It is crucial that federal and state agencies that manage the BWCAW and the surrounding area uphold the mandate set forth in the Wilderness Act to protect wilderness character. The law uses five qualities to define wilderness character: (1) Untrammeled, (2) Natural, (3) Undeveloped, (4) Solitude or Primitive and Unconfined Recreation, and (5) Other Features of Value. In 2019, the USDA Forest Service published the Wilderness Character Monitoring Technical Guide, to provide direction for monitoring wilderness character in federal wilderness areas across the country. The Superior National Forest Land and Resource Management Plan provides details on federal management direction for the BWCAW. Visit Proposed Projects on the Superior National Forest for planned management activities with potential to  impact the BWCAW and surrounding watershed.


The legal requirement to protect the Boundary Waters extends to Canada, as well, where thousands more pristine lakes extend for hundreds of miles north of the border. Sulfide-ore copper mining would also devastate Quetico Provincial Park and the surrounding Rainy River Drainage Basin. The 1909 Boundary Waters Treaty commits Canada and the United States to ensuring that neither country will pollute the waters forming or flowing across their common border to the injury of property or health on the other side.It is also imperative to respect and observe Tribal and First Nations rights in the Boundary Waters watershed. Indigenous peoples must always have a seat at the table as decisions are made about the future of the Boundary Waters and its surrounding watershed.

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Pristine Water

Photo Credit: Jim Brandenburg

Our Outstanding Resource Value Waters

The Superior National Forest, including the Boundary Waters, contains 20 percent of all the freshwater in the entire U.S. National Forest System. The value of this much high quality water in public ownership is immeasurable, as we struggle to protect clean water resources – an existential issue for humans and wildlife around the globe.


Hundreds of lakes and rivers in the Boundary Waters are officially classified as “Outstanding Resource Value Waters” under Minnesota rule 7050.0180. The rule recognizes that “the maintenance of existing high quality in some waters of outstanding resource value to the state is essential to their function as exceptional recreational, cultural, aesthetic, or scientific resources. To preserve the value of these special waters, state and federal agencies must act to prohibit or stringently control new or expanded discharges from either point or nonpoint sources to outstanding resource value waters.” NMW and its partners monitor water quality continuously and pay close attention to proposed and ongoing  activities that could affect water quality and quantity in the Boundary Waters and surrounding watershed, such as sulfide-ore copper mining,  lakeshore development, road building, and more. Issues of concern include: sulfate levels, mercury levels, aquatic invasive species, impoundment, siltation, and water extraction permitting.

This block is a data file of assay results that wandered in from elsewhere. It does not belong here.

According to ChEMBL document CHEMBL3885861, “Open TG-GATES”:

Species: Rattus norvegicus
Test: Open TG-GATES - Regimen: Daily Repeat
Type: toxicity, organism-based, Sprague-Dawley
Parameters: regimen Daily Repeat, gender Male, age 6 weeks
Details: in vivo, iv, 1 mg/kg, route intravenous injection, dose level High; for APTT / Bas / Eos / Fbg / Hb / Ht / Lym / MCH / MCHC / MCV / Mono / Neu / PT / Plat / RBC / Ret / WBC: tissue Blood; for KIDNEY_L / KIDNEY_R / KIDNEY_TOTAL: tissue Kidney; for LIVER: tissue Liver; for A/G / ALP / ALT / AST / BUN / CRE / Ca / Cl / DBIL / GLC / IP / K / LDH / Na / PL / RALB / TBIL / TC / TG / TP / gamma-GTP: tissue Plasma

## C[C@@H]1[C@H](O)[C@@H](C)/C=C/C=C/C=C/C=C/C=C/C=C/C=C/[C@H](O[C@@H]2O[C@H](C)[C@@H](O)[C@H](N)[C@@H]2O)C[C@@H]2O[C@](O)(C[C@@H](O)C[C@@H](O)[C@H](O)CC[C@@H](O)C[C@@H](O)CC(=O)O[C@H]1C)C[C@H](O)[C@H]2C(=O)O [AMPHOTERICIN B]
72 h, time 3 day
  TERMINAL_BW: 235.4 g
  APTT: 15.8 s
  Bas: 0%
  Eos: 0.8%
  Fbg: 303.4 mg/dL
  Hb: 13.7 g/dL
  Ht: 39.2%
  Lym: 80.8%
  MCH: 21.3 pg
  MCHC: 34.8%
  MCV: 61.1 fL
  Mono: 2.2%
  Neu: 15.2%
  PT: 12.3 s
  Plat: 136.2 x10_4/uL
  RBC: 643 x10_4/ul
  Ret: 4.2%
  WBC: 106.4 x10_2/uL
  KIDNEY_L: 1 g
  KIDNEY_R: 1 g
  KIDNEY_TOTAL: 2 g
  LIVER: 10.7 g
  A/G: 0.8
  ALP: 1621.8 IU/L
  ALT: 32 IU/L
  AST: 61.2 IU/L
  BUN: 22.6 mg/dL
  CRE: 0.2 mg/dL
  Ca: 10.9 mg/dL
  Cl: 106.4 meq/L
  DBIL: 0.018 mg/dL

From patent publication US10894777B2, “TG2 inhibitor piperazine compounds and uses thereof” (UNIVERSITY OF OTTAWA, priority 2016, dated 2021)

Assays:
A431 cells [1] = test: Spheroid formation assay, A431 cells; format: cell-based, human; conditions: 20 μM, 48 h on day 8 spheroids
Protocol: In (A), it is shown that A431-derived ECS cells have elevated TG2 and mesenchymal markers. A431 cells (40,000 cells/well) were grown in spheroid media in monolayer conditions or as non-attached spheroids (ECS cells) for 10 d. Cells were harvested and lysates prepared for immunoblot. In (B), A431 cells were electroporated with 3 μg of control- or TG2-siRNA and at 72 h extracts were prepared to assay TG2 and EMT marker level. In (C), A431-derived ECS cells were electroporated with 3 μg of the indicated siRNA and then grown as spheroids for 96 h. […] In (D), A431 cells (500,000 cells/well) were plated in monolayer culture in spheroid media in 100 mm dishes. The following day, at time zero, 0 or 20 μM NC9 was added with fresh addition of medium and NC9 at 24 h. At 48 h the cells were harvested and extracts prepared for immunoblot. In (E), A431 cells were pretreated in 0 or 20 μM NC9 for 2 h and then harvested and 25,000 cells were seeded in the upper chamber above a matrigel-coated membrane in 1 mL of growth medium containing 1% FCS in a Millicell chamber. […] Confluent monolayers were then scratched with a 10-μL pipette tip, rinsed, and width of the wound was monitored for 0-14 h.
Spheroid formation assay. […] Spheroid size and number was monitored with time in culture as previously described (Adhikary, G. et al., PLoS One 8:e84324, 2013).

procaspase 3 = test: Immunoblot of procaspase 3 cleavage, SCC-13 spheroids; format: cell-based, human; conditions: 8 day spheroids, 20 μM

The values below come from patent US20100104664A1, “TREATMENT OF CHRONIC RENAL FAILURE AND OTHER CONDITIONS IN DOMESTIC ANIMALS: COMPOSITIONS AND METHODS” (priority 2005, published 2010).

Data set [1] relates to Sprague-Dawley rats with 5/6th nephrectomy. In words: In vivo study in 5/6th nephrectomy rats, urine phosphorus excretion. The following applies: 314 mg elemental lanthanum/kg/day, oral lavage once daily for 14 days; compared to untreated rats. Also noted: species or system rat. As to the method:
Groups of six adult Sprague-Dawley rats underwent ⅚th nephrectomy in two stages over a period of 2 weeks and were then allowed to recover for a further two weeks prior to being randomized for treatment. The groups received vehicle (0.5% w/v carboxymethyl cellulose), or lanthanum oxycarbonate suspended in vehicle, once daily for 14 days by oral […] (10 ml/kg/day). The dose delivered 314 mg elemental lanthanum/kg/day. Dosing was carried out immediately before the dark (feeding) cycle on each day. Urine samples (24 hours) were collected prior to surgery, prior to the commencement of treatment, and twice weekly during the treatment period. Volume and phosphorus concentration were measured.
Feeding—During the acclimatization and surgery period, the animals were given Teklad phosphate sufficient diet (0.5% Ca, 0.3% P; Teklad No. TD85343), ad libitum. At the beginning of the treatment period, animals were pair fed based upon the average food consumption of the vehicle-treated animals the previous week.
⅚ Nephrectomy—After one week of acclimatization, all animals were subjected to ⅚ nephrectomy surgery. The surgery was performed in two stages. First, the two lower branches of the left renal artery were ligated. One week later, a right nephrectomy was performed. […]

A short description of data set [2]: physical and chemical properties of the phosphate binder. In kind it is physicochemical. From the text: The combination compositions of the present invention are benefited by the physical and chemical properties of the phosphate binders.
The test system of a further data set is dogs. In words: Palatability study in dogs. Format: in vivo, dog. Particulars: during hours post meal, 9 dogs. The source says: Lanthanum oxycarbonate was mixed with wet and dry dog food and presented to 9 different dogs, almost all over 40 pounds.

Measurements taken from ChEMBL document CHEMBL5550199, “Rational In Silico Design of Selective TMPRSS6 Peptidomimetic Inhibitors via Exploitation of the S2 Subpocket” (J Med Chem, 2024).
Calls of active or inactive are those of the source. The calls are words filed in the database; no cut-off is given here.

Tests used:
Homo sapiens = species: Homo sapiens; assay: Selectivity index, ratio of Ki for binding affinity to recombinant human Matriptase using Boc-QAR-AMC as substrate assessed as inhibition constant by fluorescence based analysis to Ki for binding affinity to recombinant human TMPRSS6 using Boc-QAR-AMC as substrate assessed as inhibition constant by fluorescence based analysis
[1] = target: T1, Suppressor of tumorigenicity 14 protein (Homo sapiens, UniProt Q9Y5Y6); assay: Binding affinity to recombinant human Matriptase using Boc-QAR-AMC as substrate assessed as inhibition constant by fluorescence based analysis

Manoomin- Wild Rice

Irreplaceable Natural and Cultural Value 

Manoomin, or wild rice (Zizania palustris L.), is a wild, aquatic emergent grass, native to North America. It often grows in extensive beds, providing a significant food source and nesting habitat for many species of water birds, including geese, swans and ducks and mammals such as beaver and muskrats, and is also eaten by deer and moose. Rice worms and other insect larvae also feed on wild rice, and in turn provide a high protein food source for resident and migratory birds. 


Wild rice is also of great significance to the physical, spiritual and cultural health of Anishinaabeg (Ojibwe) and other Native people. The traditional hand harvesting, processing, eating, sharing, and gifting of Manoomin, the language associated with these practices, and the ceremonies that celebrate Manoomin, are all vital to the well-being of Native tribal communities across Minnesota and the upper Midwest. Wild rice is also valued by non-Native people, who gather wild rice to supplement their diet and to experience the tradition of hand-harvesting and processing this native wild food. Wild rice (alongside its commercially grown surrogate) is also sold as a culinary delicacy. Although the cultural values of wild rice are beyond economic measure, hand-harvested wild rice is often a vital part of tribal and local economies.